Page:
A hypothesis is a testable explanation for a phenomenon. An important component of any scientific experiment, a good hypothesis is testable and falsifiable. It does not have to be correct: An incorrect hypothesis may lead to the exploration of other options and the formulation of a new hypothesis. Although people often use the term colloquially to mean a theory or idea, a true hypothesis must be able to explain observations and make predictions.
How Is a Hypothesis Formed?
While a hypothesis can be an assumption based on intuition or belief, it is usually a statement based on available evidence and research. For example, a psychologist might hypothesize that anxiety has a genetic basis, since it tends to run in families. Therapists can also form hypotheses from patient data when beginning treatment. A hypothesis provides direction in scientific experiments and indicates the specific phenomena being tested to both scientists and readers of scientific literature.
Testing a Hypothesis
Although a hypothesis does not necessarily have to be based upon evidence, it must be testable. Hypotheses that are not testable do not allow scientists to gain meaningful information. One critical difference between science and pseudoscience is that science changes based upon new information. Therefore, scientific hypotheses must be testable. Further, an experiment must be designed such that it actually tests the hypothesis. An experiment demonstrating that anxiety runs in families, for example, might indicate that anxiety is learned or that it occurs when a family is dysfunctional, but this is not sufficient proof that anxiety is genetic.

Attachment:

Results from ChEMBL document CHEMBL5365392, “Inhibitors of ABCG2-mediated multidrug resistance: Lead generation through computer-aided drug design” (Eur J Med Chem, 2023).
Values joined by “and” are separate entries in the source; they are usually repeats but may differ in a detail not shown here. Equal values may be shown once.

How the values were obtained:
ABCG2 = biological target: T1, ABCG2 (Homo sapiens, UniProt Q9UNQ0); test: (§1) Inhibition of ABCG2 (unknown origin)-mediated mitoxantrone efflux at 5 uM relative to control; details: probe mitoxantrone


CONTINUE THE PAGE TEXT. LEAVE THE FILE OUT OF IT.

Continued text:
Role in Therapy and Research
A good hypothesis may help a therapist direct a session and maintain focus on the person in therapy’s primary concern. A therapist might also ask people for a personal hypothesis to gain their own understanding of the issue at hand. The hypothesis can then be tested throughout therapy and modified as necessary.
When conducting research, a researcher aims to design a hypothesis that explains the expected outcome of an experiment or study. Scientists may formulate hypotheses from previous research or develop on accepted theories. The hypothesis should not only be testable, it should also be research-based and include both independent and dependent variables. It should be formatted to show what happens to the dependent variable when changes are made to the independent variable. For example, “People who text while driving are more likely to be involved in an accident.”
- Colman, A. M. (2006). Oxford dictionary of psychology. New York, NY: Oxford University Press.
- Smith, J. (2010). Developing a Hypothesis. Retrieved from http://www.psytx.com/04hypothesis.html.
- Zimmermann, K. (2012, July 10). What is a Scientific Hypothesis? | Definition of Hypothesis. Retrieved from http://www.livescience.com/21490-what-is-a-scientific-hypothesis-definition-of-hypothesis.html.
Last Updated: 08-10-2015
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